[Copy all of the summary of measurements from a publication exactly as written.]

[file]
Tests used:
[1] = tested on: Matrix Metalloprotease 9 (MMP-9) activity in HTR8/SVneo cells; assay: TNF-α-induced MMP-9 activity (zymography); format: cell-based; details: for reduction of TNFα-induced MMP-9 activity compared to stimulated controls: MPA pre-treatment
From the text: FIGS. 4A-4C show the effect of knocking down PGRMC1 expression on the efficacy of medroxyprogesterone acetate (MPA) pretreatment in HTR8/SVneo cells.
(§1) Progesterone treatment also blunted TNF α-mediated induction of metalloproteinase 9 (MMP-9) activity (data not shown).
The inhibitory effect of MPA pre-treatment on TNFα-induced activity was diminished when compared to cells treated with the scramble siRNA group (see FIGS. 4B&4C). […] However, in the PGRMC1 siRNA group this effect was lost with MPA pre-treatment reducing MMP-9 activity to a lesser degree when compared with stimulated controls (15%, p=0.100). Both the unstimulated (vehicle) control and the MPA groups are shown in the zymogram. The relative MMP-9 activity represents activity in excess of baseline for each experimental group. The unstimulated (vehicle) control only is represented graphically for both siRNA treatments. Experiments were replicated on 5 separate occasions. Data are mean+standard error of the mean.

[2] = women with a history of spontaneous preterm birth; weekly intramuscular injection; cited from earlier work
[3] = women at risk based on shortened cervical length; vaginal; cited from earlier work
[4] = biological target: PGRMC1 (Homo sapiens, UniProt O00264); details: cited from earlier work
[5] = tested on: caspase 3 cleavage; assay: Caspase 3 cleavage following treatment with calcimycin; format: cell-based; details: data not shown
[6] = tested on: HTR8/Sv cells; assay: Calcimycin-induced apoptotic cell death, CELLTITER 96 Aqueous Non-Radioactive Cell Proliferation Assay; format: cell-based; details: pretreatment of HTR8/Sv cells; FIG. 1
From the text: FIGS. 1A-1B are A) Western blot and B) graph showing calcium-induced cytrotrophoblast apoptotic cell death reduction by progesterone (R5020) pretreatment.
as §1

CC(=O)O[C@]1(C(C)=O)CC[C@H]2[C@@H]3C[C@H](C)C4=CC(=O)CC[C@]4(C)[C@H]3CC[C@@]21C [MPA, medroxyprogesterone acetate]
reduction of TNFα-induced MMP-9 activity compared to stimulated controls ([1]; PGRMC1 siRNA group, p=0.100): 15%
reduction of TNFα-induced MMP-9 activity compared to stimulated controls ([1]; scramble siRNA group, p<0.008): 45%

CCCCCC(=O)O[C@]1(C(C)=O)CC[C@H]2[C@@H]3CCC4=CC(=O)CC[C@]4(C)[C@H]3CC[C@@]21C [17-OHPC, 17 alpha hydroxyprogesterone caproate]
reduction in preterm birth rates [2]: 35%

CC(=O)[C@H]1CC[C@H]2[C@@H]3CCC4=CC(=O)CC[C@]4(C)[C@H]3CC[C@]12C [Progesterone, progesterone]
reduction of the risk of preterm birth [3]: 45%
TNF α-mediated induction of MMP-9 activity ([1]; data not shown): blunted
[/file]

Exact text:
Tests used:
[1] = tested on: Matrix Metalloprotease 9 (MMP-9) activity in HTR8/SVneo cells; assay: TNF-α-induced MMP-9 activity (zymography); format: cell-based; details: for reduction of TNFα-induced MMP-9 activity compared to stimulated controls: MPA pre-treatment
From the text: FIGS. 4A-4C show the effect of knocking down PGRMC1 expression on the efficacy of medroxyprogesterone acetate (MPA) pretreatment in HTR8/SVneo cells.
(§1) Progesterone treatment also blunted TNF α-mediated induction of metalloproteinase 9 (MMP-9) activity (data not shown).
The inhibitory effect of MPA pre-treatment on TNFα-induced activity was diminished when compared to cells treated with the scramble siRNA group (see FIGS. 4B&4C). […] However, in the PGRMC1 siRNA group this effect was lost with MPA pre-treatment reducing MMP-9 activity to a lesser degree when compared with stimulated controls (15%, p=0.100). Both the unstimulated (vehicle) control and the MPA groups are shown in the zymogram. The relative MMP-9 activity represents activity in excess of baseline for each experimental group. The unstimulated (vehicle) control only is represented graphically for both siRNA treatments. Experiments were replicated on 5 separate occasions. Data are mean+standard error of the mean.

[2] = women with a history of spontaneous preterm birth; weekly intramuscular injection; cited from earlier work
[3] = women at risk based on shortened cervical length; vaginal; cited from earlier work
[4] = biological target: PGRMC1 (Homo sapiens, UniProt O00264); details: cited from earlier work
[5] = tested on: caspase 3 cleavage; assay: Caspase 3 cleavage following treatment with calcimycin; format: cell-based; details: data not shown
[6] = tested on: HTR8/Sv cells; assay: Calcimycin-induced apoptotic cell death, CELLTITER 96 Aqueous Non-Radioactive Cell Proliferation Assay; format: cell-based; details: pretreatment of HTR8/Sv cells; FIG. 1
From the text: FIGS. 1A-1B are A) Western blot and B) graph showing calcium-induced cytrotrophoblast apoptotic cell death reduction by progesterone (R5020) pretreatment.
as §1

CC(=O)O[C@]1(C(C)=O)CC[C@H]2[C@@H]3C[C@H](C)C4=CC(=O)CC[C@]4(C)[C@H]3CC[C@@]21C [MPA, medroxyprogesterone acetate]
reduction of TNFα-induced MMP-9 activity compared to stimulated controls ([1]; PGRMC1 siRNA group, p=0.100): 15%
reduction of TNFα-induced MMP-9 activity compared to stimulated controls ([1]; scramble siRNA group, p<0.008): 45%

CCCCCC(=O)O[C@]1(C(C)=O)CC[C@H]2[C@@H]3CCC4=CC(=O)CC[C@]4(C)[C@H]3CC[C@@]21C [17-OHPC, 17 alpha hydroxyprogesterone caproate]
reduction in preterm birth rates [2]: 35%

CC(=O)[C@H]1CC[C@H]2[C@@H]3CCC4=CC(=O)CC[C@]4(C)[C@H]3CC[C@]12C [Progesterone, progesterone]
reduction of the risk of preterm birth [3]: 45%
TNF α-mediated induction of MMP-9 activity ([1]; data not shown): blunted